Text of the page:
Recent observations have emphasized the importance of the formation and evolution of magnetized filamentary molecular clouds in the process of star formation. Theoretical and observational investigations have provided convincing evidence for the formation of molecular cloud cores by the gravitational fragmentation of filamentary molecular clouds. The size and total angular momentum of a protoplanetary disk are supposed to be related directly to the rotational property of the parental molecular cloud core where the central protostar and surrounding disk are born. In this review we summarize our current understanding of various processes that are required in describing the filamentary molecular clouds and try to understand the origin of angular momenta of molecular cloud cores and its link to the mass function of cores and the stellar initial mass function.

Observations of magnetic fields during the main accretion phase

Lai, Shih-Ping

It is widely believed that magnetic fields play an important role in the early stages of star formation (McKee \& Ostriker 2007, Crutcher 2012). Particularly, magnetic braking can remove angular momentum efficiently and has been widely considered in theoretical models of disk formation (Li et al. 2014, PPIV, and the reference therein). Early models assume that the magnetic field is aligned parallel to the rotation axis at the beginning of the disk formation simulations (e.g., Allen et al. 2003, ApJ, 599, 363). However, recent CARMA observations have shown that magnetic fields around protostars tend to be misaligned with the rotation axis, as traced by the outflow axis (Hull et al. 2013, 2014), although other (single-dish) observations found contrary results, especially on larger scales (Davidson et al. 2011, Chapman et al. 2013).  In this talk, I will review recent observations of magnetic fields toward Class 0 sources that have shed some light on this important question.  

The role of magnetic fields in the early stages of star formation - confronting observations with theoretical expectations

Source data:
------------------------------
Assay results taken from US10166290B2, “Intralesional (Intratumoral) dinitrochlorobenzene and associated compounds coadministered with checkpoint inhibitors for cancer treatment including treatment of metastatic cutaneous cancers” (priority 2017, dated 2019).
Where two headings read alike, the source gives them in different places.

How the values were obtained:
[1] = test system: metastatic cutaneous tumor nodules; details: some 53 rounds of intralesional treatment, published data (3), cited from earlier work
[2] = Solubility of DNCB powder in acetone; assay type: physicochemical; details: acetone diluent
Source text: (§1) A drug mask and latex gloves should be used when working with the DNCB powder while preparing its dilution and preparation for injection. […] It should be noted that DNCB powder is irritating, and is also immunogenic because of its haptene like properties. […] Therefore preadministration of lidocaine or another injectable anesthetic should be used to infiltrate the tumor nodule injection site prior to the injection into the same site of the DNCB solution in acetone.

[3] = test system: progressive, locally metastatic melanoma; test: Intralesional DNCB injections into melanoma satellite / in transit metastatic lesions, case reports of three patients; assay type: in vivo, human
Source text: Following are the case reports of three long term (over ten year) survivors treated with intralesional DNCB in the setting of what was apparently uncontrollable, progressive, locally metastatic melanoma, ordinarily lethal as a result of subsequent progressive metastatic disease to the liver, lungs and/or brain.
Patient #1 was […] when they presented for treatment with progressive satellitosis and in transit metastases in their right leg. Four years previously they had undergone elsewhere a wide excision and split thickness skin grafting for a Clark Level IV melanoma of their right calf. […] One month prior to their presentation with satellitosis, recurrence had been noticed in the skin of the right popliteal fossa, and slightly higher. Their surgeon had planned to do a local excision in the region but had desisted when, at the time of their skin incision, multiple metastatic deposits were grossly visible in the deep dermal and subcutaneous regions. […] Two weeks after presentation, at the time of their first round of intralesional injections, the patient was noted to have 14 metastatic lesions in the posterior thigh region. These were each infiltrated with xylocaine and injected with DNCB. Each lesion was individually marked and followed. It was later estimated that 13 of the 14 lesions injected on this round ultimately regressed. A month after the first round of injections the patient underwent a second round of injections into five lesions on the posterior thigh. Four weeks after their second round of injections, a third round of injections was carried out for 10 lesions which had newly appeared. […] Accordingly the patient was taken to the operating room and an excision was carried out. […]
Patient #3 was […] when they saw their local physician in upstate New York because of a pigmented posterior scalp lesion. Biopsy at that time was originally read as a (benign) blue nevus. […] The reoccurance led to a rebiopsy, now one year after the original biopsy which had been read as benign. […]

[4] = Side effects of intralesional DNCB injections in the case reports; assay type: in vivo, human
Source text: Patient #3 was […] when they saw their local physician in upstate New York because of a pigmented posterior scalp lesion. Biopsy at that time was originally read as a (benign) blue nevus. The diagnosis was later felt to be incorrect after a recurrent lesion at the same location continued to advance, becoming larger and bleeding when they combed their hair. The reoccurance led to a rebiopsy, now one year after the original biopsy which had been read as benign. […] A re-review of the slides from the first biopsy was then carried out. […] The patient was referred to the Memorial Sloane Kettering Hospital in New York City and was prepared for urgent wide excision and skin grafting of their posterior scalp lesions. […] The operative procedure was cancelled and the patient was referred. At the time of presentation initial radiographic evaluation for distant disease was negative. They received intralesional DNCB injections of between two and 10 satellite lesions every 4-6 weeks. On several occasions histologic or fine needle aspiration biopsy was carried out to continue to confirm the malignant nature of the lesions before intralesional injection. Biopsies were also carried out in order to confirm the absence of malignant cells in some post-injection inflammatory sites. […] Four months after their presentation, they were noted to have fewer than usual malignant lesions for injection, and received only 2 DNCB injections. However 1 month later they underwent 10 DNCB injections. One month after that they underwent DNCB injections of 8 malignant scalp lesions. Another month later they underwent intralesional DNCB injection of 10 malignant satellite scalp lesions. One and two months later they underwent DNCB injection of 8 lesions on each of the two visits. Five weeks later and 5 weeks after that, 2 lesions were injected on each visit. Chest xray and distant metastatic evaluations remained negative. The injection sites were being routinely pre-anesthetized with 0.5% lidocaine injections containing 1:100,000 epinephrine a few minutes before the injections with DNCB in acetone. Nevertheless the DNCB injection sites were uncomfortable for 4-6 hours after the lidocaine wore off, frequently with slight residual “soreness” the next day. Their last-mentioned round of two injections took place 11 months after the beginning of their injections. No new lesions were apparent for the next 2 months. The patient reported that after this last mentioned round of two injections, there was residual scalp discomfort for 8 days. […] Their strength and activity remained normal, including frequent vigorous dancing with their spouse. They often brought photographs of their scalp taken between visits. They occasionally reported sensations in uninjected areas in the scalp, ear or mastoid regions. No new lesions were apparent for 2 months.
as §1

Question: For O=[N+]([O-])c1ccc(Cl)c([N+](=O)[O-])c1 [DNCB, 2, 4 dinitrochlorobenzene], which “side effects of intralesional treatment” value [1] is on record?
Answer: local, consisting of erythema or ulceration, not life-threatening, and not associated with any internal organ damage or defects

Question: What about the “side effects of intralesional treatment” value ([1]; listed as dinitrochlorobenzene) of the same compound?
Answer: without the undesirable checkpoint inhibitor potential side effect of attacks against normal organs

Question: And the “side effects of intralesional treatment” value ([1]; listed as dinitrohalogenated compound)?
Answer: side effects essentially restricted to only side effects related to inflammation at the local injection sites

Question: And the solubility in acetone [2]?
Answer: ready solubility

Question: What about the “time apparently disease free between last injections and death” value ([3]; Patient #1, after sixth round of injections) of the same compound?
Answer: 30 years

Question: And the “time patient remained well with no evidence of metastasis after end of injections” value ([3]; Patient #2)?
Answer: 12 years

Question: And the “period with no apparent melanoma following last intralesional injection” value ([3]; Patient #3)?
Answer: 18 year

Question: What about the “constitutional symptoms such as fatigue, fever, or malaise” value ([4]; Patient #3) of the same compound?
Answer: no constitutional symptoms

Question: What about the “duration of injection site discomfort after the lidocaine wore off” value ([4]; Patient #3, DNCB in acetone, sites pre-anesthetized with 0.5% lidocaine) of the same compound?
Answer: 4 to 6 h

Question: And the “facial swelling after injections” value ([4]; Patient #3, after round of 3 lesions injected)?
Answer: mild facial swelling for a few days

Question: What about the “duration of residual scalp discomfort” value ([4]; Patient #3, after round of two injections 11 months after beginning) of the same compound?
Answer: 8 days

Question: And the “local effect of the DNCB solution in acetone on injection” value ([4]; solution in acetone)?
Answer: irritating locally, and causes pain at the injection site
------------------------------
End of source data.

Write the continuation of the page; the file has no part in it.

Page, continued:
Galametz, Maud

Magnetic fields are believed to redistribute angular momentum efficiently: they could explain the order-of-magnitude difference observed between the large angular momentum of the protostellar envelope and that of a main sequence star. The Class 0 phase is the main accretion phase. If the role of the magnetic fields during that stage is still unclear, they might have a key impact on the evolution of the young star and its surrounding protoplanetary disk. In order to study the structure of B from 50 to 2000 AU scales, we have acquired polarization observations of low-mass protostars with the SMA and for one of them, B335, with ALMA. Polarization is detected in all objects. We will present results on the orientation of B with respect to the outflow direction and show that a relation might exist between the misalignment and the rotational energy at the envelope scale. On the small scales traced with ALMA, we detect a large-scale poloidal magnetic field in the outflow direction and a strongly pinched B in the equatorial direction. Our results suggest that the magnetized collapse shows a high level of organization from the 2000 AU down to 50 AU scales. MHD simulations can help interpreting the results since we can test different assumptions of the dust alignment mechanisms, projection and instrumental effects. We will present simulations of a gravitational collapse of a magnetized core generated using the RAMSES code. The POLARIS code is used to produce maps of the Stokes parameters for different assumptions on the dust alignment. We will present synthetic observations including instrumental effects directly comparable to our observations. Our approach, confronting the most state-of-the-art observations of B to the theoretical expectations of a magnetized star formation scenario ultimately allows us to directly address the phenomenon of magnetic braking during protostar formation and will give key clues on the pristine properties of B fields in star-forming material.

Unveiling the role of magnetic field on the formation of solar type stars

Valdivia, Valeska

Star formation takes place in the densest regions of molecular clouds, where the interplay between gravity, magnetic fields and turbulence shapes the structure and set the main properties of star formation. As the gravitational collapse proceeds, the gas must evacuate more than 99.999% of its initial angular momentum during the short main accretion phase. Using cutting edge numerical simulations including the effect of ambipolar diffusion, we study the evolution of the magnetic field during the gravitational collapse. Using the state-of-the-art code POLARIS we compute the Stokes parameters and produce synthetic observations of mm/submm polarised dust emission directly comparable to available interferometric observations.